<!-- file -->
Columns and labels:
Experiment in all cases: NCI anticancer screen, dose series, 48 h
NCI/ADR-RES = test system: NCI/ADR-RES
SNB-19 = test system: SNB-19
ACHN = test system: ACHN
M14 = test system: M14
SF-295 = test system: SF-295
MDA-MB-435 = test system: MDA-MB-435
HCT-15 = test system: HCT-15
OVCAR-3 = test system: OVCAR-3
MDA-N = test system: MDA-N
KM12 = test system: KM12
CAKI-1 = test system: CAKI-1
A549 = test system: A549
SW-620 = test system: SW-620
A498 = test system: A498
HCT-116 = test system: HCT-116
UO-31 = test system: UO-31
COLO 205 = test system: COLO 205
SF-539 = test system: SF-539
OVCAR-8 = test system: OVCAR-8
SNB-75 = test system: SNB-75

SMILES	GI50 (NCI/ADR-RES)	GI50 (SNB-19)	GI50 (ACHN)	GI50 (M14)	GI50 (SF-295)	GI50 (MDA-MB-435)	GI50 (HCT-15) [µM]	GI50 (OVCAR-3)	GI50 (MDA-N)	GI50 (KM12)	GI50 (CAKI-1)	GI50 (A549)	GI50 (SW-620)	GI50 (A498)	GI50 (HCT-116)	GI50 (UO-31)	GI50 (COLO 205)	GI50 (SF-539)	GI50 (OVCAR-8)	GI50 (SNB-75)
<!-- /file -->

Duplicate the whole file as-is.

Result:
Columns and labels:
Experiment in all cases: NCI anticancer screen, dose series, 48 h
NCI/ADR-RES = test system: NCI/ADR-RES
SNB-19 = test system: SNB-19
ACHN = test system: ACHN
M14 = test system: M14
SF-295 = test system: SF-295
MDA-MB-435 = test system: MDA-MB-435
HCT-15 = test system: HCT-15
OVCAR-3 = test system: OVCAR-3
MDA-N = test system: MDA-N
KM12 = test system: KM12
CAKI-1 = test system: CAKI-1
A549 = test system: A549
SW-620 = test system: SW-620
A498 = test system: A498
HCT-116 = test system: HCT-116
UO-31 = test system: UO-31
COLO 205 = test system: COLO 205
SF-539 = test system: SF-539
OVCAR-8 = test system: OVCAR-8
SNB-75 = test system: SNB-75

SMILES	GI50 (NCI/ADR-RES)	GI50 (SNB-19)	GI50 (ACHN)	GI50 (M14)	GI50 (SF-295)	GI50 (MDA-MB-435)	GI50 (HCT-15) [µM]	GI50 (OVCAR-3)	GI50 (MDA-N)	GI50 (KM12)	GI50 (CAKI-1)	GI50 (A549)	GI50 (SW-620)	GI50 (A498)	GI50 (HCT-116)	GI50 (UO-31)	GI50 (COLO 205)	GI50 (SF-539)	GI50 (OVCAR-8)	GI50 (SNB-75)